On April 10, Conklin presented resolutions to compel the Education and State Government committees to discharge his bills. He believed the April 22 committee vote on HB 61 was prompted by rumors that he would press for a vote that day on the discharge resolutions.
Conklin said his proposals were prompted by recommendations issued by then-state Auditor General Jack Wagner in the wake of the conviction and sentencing of former assistant football coach Jerry Sandusky on child sexual abuse charges.
Lubrano knew the late Penn State football coach Joe Paterno and told the Greater Allegheny gathering of a meeting he had with Paterno less than two weeks before his death, and after the Penn State trustees stripped Paterno of his coaching position.
“This isn't about me,” Lubrano quoted Paterno as saying. “It is about our school and leaving it a better place than we found it.”
Patrick Cloonan is a staff writer for Trib Total Media. He can be reached at 412-664-9161, ext. 1967, or email@example.com.
Show commenting policy
TribLive commenting policy
You are solely responsible for your comments and by using TribLive.com you agree to our Terms of Service.
We moderate comments. Our goal is to provide substantive commentary for a general readership. By screening submissions, we provide a space where readers can share intelligent and informed commentary that enhances the quality of our news and information.
While most comments will be posted if they are on-topic and not abusive, moderating decisions are subjective. We will make them as carefully and consistently as we can. Because of the volume of reader comments, we cannot review individual moderation decisions with readers.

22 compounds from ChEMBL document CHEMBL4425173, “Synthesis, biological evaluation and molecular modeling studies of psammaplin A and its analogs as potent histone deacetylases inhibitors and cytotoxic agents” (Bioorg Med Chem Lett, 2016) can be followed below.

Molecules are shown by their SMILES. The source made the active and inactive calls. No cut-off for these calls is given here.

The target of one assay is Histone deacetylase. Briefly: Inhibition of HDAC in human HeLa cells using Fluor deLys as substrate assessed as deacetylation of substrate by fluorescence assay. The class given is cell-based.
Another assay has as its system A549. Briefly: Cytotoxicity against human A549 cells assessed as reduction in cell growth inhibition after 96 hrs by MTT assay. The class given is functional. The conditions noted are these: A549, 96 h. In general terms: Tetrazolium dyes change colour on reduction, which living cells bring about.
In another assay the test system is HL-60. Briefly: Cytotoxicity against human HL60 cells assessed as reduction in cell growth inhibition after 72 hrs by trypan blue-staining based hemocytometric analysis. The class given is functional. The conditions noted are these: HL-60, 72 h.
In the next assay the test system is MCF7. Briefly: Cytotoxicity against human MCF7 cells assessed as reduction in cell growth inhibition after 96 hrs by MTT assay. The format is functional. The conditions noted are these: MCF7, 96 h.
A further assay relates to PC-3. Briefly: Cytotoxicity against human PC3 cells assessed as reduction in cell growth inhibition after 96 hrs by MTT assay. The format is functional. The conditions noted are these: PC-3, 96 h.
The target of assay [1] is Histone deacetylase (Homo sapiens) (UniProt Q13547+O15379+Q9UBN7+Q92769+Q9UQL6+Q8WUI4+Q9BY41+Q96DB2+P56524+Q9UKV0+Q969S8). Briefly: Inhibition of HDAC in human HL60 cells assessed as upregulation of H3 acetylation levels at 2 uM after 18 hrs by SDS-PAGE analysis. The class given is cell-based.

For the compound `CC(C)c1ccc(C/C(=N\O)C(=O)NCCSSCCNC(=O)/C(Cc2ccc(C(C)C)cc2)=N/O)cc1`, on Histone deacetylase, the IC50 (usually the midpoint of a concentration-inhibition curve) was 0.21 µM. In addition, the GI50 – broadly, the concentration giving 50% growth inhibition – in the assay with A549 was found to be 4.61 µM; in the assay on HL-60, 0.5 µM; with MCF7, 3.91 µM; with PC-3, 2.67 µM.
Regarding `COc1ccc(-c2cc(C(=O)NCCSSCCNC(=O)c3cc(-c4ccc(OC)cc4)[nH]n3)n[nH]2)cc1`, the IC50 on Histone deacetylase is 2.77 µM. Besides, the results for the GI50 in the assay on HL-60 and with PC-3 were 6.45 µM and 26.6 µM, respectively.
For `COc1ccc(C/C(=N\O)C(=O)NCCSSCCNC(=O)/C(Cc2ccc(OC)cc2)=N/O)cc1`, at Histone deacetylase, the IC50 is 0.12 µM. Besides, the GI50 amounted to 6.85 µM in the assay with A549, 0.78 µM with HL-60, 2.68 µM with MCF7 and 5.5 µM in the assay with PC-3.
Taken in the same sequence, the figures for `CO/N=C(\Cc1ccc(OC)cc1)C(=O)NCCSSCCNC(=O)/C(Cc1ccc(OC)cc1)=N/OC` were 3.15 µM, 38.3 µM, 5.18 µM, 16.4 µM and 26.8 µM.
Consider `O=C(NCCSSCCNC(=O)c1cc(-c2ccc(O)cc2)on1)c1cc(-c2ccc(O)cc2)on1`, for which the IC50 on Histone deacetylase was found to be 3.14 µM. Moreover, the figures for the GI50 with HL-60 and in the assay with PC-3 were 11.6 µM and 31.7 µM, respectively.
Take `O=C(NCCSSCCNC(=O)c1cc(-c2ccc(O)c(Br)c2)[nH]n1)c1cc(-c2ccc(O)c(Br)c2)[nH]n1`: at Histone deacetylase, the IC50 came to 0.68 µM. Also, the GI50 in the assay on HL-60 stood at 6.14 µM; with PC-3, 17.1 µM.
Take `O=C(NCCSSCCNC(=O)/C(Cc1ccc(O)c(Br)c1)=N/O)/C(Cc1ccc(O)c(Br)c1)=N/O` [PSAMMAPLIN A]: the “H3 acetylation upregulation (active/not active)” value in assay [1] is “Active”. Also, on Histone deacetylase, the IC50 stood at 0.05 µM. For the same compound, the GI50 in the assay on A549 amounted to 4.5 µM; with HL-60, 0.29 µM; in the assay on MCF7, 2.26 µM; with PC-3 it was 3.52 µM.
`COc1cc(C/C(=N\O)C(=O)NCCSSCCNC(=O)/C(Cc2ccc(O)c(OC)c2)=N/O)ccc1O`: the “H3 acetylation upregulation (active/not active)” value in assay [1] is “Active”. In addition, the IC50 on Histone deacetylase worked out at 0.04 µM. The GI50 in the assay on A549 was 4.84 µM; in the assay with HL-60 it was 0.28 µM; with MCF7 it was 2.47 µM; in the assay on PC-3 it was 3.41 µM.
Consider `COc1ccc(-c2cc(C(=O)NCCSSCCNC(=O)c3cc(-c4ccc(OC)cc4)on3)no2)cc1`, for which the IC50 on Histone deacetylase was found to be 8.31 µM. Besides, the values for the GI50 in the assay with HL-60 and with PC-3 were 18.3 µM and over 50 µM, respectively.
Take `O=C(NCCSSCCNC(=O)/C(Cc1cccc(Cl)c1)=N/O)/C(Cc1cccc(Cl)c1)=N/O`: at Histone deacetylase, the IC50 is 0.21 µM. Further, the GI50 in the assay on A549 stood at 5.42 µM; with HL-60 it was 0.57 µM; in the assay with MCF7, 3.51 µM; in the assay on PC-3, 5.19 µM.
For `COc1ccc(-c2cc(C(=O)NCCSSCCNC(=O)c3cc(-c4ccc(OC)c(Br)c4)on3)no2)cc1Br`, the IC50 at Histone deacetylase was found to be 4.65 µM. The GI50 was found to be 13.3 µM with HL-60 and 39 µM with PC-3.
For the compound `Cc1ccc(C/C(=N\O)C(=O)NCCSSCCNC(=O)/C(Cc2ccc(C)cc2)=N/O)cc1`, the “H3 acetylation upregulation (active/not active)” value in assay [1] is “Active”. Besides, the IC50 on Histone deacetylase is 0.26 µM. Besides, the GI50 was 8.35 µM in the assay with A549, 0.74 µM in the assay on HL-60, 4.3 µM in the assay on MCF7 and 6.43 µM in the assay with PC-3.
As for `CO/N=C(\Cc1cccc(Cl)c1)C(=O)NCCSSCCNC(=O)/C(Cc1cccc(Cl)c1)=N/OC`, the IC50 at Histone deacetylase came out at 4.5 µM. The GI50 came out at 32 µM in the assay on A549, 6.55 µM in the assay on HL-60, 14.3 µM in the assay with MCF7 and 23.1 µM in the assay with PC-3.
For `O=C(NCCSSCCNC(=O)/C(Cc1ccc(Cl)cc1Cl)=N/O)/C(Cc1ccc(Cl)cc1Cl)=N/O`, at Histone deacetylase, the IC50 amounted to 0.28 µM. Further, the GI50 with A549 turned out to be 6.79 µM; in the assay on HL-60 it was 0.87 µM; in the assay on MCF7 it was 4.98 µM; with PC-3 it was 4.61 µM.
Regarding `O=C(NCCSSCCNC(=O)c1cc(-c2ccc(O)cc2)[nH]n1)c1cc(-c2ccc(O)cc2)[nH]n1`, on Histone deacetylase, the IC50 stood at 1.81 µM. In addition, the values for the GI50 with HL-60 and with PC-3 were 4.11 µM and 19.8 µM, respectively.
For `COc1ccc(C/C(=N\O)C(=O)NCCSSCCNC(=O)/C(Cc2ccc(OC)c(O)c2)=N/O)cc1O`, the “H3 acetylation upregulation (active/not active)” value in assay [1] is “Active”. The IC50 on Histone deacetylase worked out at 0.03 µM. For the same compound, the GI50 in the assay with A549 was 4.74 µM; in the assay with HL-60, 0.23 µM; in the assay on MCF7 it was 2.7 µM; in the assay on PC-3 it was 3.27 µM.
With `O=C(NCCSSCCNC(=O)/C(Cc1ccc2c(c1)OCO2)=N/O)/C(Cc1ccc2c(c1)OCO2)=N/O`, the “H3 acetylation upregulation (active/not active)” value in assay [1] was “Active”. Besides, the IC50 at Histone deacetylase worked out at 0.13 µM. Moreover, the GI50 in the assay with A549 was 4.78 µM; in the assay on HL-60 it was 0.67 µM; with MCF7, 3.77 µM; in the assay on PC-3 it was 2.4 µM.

We value thoughtful comments representing a range of views that make their point quickly and politely. We make an effort to protect discussions from repeated comments either by the same reader or different readers.
We follow the same standards for taste as the daily newspaper. A few things we won't tolerate: personal attacks, obscenity, vulgarity, profanity (including expletives and letters followed by dashes), commercial promotion, impersonations, incoherence, proselytizing and SHOUTING. Don't include URLs to Web sites.
We do not edit comments. They are either approved or deleted. We reserve the right to edit a comment that is quoted or excerpted in an article. In this case, we may fix spelling and punctuation.
We welcome strong opinions and criticism of our work, but we don't want comments to become bogged down with discussions of our policies and we will moderate accordingly.
We appreciate it when readers and people quoted in articles or blog posts point out errors of fact or emphasis and will investigate all assertions. But these suggestions should be sent via e-mail. To avoid distracting other readers, we won't publish comments that suggest a correction. Instead, corrections will be made in a blog post or in an article.
- Brass plaque stolen from McKeesport veterans memorial
- McKeesport nonprofit, Youth Works ensure Allied Health students can continue training
- McKeesport man sentenced to house arrest in armed robbery
- Executive says Century III revival plan remains on track
- Elizabeth Forward marks 35th year of senior holiday breakfast
- Constables accused of oppression in Munhall
- Businessman responds to Brewster shale tax proposal
- Power outage planned in Elizabeth, Forward
- North Versailles Township approves $6.79 million budget that keeps tax rates flat
- Clairton students reference positive ‘Frozen’-themed lessons
- Jamie’s Dream Team founder says she will press on despite new illness